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Tuesday, 26 February 2019 21:59

ASA Webinar Features ‘G’ Jerry Truglia’s ‘Why a DTC is Not Always Displayed’

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Truglia explained that repairers can get factory scan tool capabilities with J2534 and LSID/VSP, and he encouraged everyone to sign up at nastf.org because “when you replace just about any computer on today’s vehicles, you’ll need that information to get the vehicle back online.”

Displaying a slide that showed the modes of the OBD II, Truglia pointed out that this is the powertrain data that everyone has been looking at for years. He emphasized the importance of Mode 6, Mode 9 and Mode 10.

 

“Mode 9 is super important because it gives us VIN information and allows us to see calibration files. Mode 10 will give us information that is stored in computer systems. This information is only erased after the vehicle has passed multiple times in special criteria,” he said.

 

Truglia proceeded to demonstrate how to use the scan tool’s different modes, providing examples of scans and discussing what each of them could mean.

 

Truglia explained, “If a monitor is not ready and you give the vehicle back to the customer without telling them, the client may get their check engine light illuminated again, and they won’t know whether it’s on for something they already paid to fix. I recommend that you print these screens and give them to the customer.”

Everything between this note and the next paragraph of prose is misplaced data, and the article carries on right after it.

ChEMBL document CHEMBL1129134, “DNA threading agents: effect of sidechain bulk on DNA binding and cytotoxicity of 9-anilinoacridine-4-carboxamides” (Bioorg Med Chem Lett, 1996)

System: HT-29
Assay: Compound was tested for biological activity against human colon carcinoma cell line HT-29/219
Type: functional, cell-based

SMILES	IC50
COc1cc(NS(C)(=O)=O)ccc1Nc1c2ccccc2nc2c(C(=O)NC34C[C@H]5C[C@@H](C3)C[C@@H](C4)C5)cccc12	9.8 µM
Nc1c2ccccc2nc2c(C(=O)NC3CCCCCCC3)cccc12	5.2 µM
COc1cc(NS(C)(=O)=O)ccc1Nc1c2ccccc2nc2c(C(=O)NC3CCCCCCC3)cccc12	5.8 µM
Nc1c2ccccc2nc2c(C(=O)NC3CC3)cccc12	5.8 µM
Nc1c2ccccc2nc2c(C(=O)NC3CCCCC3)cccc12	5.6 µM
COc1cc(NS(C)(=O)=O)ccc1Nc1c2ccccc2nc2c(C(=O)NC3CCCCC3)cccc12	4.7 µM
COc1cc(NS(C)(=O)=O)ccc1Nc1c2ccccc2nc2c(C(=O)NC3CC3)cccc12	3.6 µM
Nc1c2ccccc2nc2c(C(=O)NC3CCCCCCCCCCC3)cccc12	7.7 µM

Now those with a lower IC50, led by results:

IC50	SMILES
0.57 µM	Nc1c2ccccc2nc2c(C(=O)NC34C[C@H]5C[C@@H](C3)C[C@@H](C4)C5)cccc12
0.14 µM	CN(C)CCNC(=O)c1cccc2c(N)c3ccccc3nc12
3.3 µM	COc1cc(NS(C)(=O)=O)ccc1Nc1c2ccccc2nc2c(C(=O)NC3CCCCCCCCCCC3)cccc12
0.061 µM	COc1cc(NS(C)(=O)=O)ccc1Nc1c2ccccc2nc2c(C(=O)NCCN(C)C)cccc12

Reminding everyone to use the generic/global OBD II first, Truglia noted that generic scan tools cannot substitute a value like an enhanced tool can. He talked through selecting the correct PIDs that should be viewed, pointing out that generic tools don’t have as many so they are less confusing.

 

Truglia then moved on to discussing scan data fuel trim and the importance of knowing the good and bad limits so imbalances in the engine can be identified. He walked through many examples and explained the different issues that can be identified with this data.

 

He noted, “Why does the number of fuel trim make a difference? Knowing which cell lets us know what and where to look for problems. Most mapping systems use a total of 16 cells, while some others will use a few more for other cells for fuel cut off, power enrichment, and EVAP purge, to name a few. Looking at RPM and map or load, you can see the difference of how we add or subtract fuel using fuel trim cell data.